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It was an uncomfortably hot Miami night when I awoke at 4 a.m. to a noise I'd never heard before. It sounded like a cat growling. The only one of my three cats I'd ever heard growl was Scarlett, and it wasn't her. And it couldn't be Vashti, who was so unassertive that her meows came out as tiny squeaks. That left Homer, the orphan I'd adopted as a 3-week-old after an eye infection had required the surgical removal of both his eyes. I named him after the Greek poet who had imagined magnificent epics even though he couldn't see.
The mere fact of Homer's growling (he was usually as friendly as a puppy) already had me scared. I squinted and struggled to see him in the darkness. Faint light streamed through the blinds from the streetlights, but Homer, black and eyeless, was invisible. I could feel him close by, though. I sat up and flipped on my bedside lamp.
Homer stood in the middle of the bed, puffed up to about three times his normal size. His back was arched, and every hair on his body stood straight up, his tail bristled and stiff as a pipe cleaner. His legs were set wide apart, and his ears were at full attention. He moved his head and ears evenly from side to side with the precision of a sonar dish. His front claws were extended farther than I would have thought physically possible. His growl continued, low and unbroken -- not completely aggressive yet, but a definite warning.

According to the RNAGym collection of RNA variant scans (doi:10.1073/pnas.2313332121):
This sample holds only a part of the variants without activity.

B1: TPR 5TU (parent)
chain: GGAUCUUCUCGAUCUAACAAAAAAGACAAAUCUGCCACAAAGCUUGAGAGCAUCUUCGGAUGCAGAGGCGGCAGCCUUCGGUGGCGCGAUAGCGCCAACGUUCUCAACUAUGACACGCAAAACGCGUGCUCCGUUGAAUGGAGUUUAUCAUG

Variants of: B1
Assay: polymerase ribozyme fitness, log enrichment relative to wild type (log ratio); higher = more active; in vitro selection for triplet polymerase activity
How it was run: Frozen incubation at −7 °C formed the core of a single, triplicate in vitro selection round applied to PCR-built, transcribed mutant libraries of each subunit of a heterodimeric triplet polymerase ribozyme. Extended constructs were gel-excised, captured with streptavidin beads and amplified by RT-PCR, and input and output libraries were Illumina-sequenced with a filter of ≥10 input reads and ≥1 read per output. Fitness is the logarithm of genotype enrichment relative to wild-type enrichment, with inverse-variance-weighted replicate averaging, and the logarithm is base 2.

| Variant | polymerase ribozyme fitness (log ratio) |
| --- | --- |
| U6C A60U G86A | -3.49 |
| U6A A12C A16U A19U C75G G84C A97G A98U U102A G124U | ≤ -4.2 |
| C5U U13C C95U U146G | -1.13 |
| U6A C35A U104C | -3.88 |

Beyond Homer, standing at the foot of my bed, was a man I'd never seen before. I stifled a gasp as every muscle in my body stiffened and tensed. The buried nightmare of every woman living alone -- the scenario that has spawned thousands of horror movies -- was playing out right here, right now, in my bedroom. My eyes darted around the room, considering each object I saw and its value as a weapon.
The intruder looked as startled as I felt and, for a crazy moment, this struck me as ridiculous. Surely, among the three of us, he was most prepared for whatever was about to happen. I mean, who had broken into whose apartment? But then I realized he wasn't looking at me: He hadn't taken his eyes off Homer.